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BROCKTON ENTERPRISE: "Stonehill College baseball coach Boen earns 400th win"

Brockton native gets 400th win as coach of Stonehill baseball

BY Jim Fenton
Brockton Enterprise

EASTON, Mass. - During his four years as a Stonehill College student-athlete in the 1980s, Patrick Boen made a significant impact on two sports.

The Brockton native was the starting point guard on the men's basketball team and the shortstop on the baseball team during careers that ranged from November 1985-May 1989.

More than 20 years after earning his degree at Stonehill, Boen is still making a significant impact on one of the school's athletic programs.

Now in his 15th year as the head baseball coach, Boen has built the Skyhawks into a consistent winner, finishing below .500 only once since being hired in 1998 and recording at least 25 victories 11 times.

With Stonehill's 4-1 baseball victory over UMass-Lowell on Wednesday, Boen reached an impressive milestone by recording the 400th win of his career.

Only former women's basketball coach Paula Sullivan, who won 478 games, has more coaching victories at Stonehill.

For Boen (400-291-2), being able to coach at his alma mater is a special part of his life.

"I just love it, I really do,'' said Boen, a key member of the 1985 Brockton High state championship basketball team. "It's just such an enjoyable job. I've got neighbors and friends that always ask me, 'Do you need a bus driver? Do you need an assistant coach?'


"I wouldn't trade my job. We have a great college and we get great kids. It's definitely a dream job being at your alma mater and being around college baseball players. It's just a great job, a great experience. I really think of all the players over the years that have influenced all of those 400 wins.''

After graduation, Boen spent a year teaching and working as an assistant baseball coach at Tampa Prep in Florida before returning home and helping his father, Wally Boen, coach baseball at Southeastern Regional.

The younger Boen was hired to worked in the Stonehill athletic department in 1992 and took over the baseball program when Chip Forrest departed six years later. Stonehill has gone to the Northeast-10 Conference tournament 10 times and reached the NCAAs twice under Boen, a three-time conference coach of the year.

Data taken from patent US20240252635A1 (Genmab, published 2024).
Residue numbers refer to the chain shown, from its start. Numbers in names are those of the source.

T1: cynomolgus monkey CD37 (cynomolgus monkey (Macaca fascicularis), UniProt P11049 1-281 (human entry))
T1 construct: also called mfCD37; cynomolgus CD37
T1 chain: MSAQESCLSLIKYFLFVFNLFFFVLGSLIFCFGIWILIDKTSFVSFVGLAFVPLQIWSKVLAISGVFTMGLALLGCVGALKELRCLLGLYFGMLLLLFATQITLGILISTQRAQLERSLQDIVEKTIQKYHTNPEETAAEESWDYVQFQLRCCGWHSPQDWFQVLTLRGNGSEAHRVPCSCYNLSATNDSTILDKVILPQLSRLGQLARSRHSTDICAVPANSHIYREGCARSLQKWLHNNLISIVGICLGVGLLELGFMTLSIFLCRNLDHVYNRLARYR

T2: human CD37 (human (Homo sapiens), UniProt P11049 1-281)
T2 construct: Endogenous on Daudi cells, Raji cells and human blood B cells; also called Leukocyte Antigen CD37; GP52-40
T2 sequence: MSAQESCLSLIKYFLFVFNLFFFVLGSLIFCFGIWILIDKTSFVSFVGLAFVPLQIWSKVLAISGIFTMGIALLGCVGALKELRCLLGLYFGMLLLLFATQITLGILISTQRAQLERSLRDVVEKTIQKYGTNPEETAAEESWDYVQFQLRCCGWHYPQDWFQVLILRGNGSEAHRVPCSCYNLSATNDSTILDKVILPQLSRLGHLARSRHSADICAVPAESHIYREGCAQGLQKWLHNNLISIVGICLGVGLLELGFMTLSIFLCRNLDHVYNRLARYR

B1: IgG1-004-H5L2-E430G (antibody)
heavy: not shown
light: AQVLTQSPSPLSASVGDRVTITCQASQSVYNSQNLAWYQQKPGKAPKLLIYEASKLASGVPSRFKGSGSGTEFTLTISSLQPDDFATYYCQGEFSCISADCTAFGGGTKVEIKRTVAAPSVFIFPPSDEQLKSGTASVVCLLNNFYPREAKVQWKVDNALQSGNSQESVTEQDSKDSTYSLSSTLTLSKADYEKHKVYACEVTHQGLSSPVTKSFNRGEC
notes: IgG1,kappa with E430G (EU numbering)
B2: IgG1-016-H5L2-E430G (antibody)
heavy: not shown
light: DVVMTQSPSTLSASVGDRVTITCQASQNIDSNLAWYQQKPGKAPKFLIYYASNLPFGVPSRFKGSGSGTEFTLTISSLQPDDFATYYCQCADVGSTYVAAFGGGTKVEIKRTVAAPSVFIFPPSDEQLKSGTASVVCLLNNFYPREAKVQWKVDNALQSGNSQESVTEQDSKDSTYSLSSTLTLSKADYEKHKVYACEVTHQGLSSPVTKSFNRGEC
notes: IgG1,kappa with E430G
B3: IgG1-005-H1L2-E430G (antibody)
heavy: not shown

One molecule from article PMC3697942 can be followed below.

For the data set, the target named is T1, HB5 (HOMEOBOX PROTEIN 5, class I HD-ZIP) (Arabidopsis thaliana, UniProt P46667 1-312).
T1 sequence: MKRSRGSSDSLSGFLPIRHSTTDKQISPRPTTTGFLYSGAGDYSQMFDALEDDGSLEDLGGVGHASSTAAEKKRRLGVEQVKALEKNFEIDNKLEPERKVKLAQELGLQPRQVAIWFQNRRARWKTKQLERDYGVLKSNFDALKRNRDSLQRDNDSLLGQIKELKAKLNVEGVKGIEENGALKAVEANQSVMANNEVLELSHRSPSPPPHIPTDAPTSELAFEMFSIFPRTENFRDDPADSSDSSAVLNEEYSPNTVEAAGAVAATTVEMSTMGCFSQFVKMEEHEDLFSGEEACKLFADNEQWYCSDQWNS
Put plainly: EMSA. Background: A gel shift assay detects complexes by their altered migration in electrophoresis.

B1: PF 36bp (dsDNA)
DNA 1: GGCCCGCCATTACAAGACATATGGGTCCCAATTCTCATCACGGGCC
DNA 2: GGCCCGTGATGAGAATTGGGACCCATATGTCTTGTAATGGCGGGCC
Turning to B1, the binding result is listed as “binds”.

The program was having difficulty before Boen took over, but he quickly got things on the right track with nine straight winning seasons.

"At that time, the program was struggling a little bit, hadn't been to the playoffs in a few years,'' said Boen, whose team broke a six-game losing streak on Wednesday and is 24-17. "I had envisioned trying to get us back to playoff-caliber baseball. We really had some good kids in the program, some strong baseball players.

"It was about getting them focused and doing the right things, that was the main priority. It didn't take too long with the guys and the talent that we had in the program.''

Boen always knew he wanted to get into coaching and following in the footsteps of his father. Wally Boen was a fixture coaching the Elks Club in the Brockton Little League before going to Southeastern, and two of his other sons, Bobby at Brockton High, and Carl at Southeastern and Coyle-Cassidy, are basketball coaches.

"I saw how he had an impact on other people,'' said Patrick Boen of his father. "We'd go out to breakfast or be watching a game at the Brockton Invitational or something and all these players were coming up and saying, 'I played for you' and a lot of players were saying they played against my dad, but wished they had him as a coach. That struck me.''

Two of the players who were All-Americas while playing for Boen at Stonehill, Billy Sittig and Junior Medina, are now coaches at Foxboro High and Canton High, respectively, and square off in the Hockomock League.

"I couldn't be more proud to go to that game and sit in between the two dugouts,'' said Boen, who added that he was also drawn to coaching because of the passion of his former Stonehill coach, Lou Colitti. "It was great to have an influence that your own players wanted to get into coaching.''